HOMILY WEEK 04 03 – Year I
Cavalry in Slow Motion:
(Heb 12:4-15; Ps 103; Mk 6:1-6)
Archbishop Emeritus Adam Exner OMI speaks about martyrdom for us as “Calvary in slow motion.” We probably won’t be physically martyred, but are still called to die to ourselves day by day.
The readings today invite us into deeper faith in Jesus and a life of slow transformation into holiness.
In the Gospel, we see what troubled Jesus the most – the unbelief of his people and their refusal to believe in him and who he was. The invitation, of course, is for us to put our total trust in him as Lord, Savior, Son of God and Messiah.
The reading from Hebrews then outlines what a life of faith in Jesus looks like. In the Garden of Gethsemane, Jesus sweat blood for us as he made the decision in moral loneliness to remain faithful to his commitment to die for us without bitterness or resentment. On the cross, Jesus shed his blood to show us the depth of the Father’s love for us.
We are called to that same fidelity, although for us, as Hebrews mentioned, it will fall short of shedding our blood. However, we are called to live Calvary in slow motion. For the author of Hebrews, that takes the shape of accepting trials as loving discipline from God.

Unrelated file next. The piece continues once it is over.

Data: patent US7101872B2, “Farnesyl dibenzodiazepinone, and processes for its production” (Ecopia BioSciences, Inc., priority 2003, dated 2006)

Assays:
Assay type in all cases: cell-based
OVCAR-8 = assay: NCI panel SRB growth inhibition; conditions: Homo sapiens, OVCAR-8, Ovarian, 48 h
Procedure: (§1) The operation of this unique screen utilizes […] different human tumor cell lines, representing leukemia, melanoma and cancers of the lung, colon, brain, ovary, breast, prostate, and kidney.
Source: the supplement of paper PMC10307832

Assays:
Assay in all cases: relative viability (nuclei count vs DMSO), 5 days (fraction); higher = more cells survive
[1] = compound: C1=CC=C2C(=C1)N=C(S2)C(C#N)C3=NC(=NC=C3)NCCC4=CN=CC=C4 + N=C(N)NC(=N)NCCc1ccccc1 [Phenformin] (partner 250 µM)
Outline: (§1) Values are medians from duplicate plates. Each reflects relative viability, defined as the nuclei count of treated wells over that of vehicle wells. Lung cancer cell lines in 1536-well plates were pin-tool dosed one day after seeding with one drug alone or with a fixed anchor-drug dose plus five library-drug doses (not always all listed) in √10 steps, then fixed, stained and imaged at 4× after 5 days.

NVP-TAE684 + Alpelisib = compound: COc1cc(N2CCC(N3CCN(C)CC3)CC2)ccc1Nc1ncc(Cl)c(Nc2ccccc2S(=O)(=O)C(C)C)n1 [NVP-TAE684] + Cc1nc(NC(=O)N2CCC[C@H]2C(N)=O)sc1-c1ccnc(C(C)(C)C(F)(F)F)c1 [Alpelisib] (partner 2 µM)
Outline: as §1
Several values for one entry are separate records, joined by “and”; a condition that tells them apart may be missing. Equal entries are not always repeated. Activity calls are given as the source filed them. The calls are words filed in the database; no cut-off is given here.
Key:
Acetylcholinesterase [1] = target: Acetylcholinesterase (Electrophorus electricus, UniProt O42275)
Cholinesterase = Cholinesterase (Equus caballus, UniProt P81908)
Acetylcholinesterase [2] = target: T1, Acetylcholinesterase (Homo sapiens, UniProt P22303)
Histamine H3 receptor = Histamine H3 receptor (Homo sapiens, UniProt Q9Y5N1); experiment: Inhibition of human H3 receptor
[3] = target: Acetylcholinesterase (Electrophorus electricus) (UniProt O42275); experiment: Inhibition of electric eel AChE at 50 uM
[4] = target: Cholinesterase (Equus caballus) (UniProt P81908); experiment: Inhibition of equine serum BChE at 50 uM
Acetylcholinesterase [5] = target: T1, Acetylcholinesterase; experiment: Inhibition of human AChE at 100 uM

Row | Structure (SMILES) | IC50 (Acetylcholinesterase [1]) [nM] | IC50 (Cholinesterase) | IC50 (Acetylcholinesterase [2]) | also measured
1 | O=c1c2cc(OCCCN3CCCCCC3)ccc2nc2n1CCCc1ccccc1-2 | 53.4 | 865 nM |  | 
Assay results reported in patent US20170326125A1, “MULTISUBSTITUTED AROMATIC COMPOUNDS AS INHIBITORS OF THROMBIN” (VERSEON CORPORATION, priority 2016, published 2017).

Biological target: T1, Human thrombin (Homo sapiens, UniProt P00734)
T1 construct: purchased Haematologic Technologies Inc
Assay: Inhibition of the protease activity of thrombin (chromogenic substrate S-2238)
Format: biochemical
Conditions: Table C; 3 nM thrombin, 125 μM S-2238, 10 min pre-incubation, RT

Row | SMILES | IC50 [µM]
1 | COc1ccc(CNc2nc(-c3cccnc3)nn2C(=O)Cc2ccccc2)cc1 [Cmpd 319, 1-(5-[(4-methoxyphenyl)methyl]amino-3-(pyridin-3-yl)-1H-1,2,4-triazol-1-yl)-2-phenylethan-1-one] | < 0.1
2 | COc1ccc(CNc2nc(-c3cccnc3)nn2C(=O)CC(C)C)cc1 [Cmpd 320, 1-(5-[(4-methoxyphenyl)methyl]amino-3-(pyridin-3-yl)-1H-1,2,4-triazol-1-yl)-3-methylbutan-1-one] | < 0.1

That discipline, Hebrews points out, is actually something that will heal us and lead us towards holiness, towards greater Christlikeness. Like Jesus, we are to pursue peace with everyone and be peacemakers. Most of all, we are to be like Jesus on the Cross who forgave those who were crucifying him. We are called to forgive all those who have hurt us, to let “no root of bitterness spring up.”
To resist temptation, to let go of any sin in our lives, and to forgive anyone who has hurt us in any way – that is to be Christlike, to sweat blood, and to live Calvary in slow motion.
Nelson Mandela’s amazing ability to forgive those who tortured him, incarcerated him and deprived him of over twenty years of liberty in South Africa has to be one person who was able to live Calvary in slow motion. Not even a Catholic or necessarily even a spiritual man, that action in his life truly makes him Christlike.
The Eucharist we celebrate is an act of faith and a sharing in the love of Jesus shown both in the Garden of Gethsemane and on the Cross. May it empower us to place our total faith and trust in Jesus, to the point where we will be able to live Calvary in slow motion.